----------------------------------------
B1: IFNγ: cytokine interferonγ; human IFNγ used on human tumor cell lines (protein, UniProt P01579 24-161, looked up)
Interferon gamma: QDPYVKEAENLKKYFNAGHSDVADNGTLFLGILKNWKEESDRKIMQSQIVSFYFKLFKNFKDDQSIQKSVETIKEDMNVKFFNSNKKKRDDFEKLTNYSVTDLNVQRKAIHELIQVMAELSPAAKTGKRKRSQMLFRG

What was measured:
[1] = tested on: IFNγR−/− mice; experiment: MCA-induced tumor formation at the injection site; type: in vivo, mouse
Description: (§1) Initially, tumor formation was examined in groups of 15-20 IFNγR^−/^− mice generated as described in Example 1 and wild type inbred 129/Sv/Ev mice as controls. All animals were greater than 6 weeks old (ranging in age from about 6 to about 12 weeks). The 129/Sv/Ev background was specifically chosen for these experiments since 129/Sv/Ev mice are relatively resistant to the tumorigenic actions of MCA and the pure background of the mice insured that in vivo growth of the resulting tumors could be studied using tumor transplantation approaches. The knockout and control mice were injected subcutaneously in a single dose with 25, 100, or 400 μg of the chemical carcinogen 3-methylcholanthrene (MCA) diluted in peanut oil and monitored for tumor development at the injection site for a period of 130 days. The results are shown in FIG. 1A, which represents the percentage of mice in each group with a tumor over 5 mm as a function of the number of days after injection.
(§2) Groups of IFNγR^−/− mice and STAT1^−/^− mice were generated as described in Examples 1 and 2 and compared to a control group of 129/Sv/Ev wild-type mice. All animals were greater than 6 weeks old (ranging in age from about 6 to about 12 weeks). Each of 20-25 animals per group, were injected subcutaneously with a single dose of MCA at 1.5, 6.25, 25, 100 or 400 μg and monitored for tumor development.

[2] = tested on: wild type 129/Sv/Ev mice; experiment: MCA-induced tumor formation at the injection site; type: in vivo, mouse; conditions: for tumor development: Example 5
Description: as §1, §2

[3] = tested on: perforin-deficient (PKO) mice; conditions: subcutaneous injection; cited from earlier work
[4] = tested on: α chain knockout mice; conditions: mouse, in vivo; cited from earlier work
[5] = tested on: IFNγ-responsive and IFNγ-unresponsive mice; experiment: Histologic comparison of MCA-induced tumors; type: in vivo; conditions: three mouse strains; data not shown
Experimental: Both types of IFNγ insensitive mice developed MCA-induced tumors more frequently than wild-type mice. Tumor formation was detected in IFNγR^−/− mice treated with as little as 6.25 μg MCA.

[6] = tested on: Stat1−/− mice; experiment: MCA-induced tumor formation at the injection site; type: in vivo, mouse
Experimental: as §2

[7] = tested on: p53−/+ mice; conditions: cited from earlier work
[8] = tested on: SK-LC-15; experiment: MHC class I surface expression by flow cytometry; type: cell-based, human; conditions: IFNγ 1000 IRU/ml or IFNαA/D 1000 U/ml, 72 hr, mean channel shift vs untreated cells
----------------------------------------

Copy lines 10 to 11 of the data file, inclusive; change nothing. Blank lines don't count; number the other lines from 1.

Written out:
[4] = tested on: α chain knockout mice; conditions: mouse, in vivo; cited from earlier work
[5] = tested on: IFNγ-responsive and IFNγ-unresponsive mice; experiment: Histologic comparison of MCA-induced tumors; type: in vivo; conditions: three mouse strains; data not shown